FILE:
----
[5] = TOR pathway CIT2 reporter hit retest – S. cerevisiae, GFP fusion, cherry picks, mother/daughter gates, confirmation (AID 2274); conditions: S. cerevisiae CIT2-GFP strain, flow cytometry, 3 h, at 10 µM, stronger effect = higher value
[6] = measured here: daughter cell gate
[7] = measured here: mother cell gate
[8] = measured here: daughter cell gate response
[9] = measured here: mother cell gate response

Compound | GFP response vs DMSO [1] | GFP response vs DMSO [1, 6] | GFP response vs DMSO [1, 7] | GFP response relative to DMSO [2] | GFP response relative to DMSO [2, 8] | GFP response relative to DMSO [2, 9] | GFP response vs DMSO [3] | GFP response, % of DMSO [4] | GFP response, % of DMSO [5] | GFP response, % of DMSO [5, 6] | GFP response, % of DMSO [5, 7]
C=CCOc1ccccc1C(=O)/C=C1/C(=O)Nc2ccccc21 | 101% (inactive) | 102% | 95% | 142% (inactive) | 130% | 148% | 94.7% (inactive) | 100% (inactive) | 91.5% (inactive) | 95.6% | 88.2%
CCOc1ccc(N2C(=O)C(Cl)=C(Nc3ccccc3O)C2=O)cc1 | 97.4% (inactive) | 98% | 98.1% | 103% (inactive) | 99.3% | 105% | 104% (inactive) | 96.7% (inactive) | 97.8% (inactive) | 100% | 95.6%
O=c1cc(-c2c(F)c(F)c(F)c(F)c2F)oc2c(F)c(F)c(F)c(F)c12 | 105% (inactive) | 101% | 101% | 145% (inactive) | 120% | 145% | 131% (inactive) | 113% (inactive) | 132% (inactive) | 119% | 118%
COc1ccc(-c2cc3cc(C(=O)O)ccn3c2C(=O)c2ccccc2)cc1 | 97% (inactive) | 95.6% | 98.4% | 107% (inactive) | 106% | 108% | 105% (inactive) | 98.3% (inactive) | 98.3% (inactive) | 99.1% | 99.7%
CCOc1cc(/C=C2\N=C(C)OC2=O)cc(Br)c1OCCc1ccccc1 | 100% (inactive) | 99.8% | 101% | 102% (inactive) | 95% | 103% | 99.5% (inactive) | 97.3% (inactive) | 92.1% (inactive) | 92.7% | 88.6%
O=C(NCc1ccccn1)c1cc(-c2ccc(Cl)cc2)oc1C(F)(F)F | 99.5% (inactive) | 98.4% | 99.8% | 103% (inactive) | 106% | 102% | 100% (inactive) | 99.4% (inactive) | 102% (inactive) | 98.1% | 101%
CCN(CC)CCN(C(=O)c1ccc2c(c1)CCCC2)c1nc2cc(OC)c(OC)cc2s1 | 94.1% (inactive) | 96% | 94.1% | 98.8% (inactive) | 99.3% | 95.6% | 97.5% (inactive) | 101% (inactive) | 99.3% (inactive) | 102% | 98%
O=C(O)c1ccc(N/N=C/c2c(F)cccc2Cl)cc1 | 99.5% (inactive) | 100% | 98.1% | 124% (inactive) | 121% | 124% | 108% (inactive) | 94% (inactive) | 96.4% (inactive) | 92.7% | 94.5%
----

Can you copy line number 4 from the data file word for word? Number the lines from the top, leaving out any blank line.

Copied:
[8] = measured here: daughter cell gate response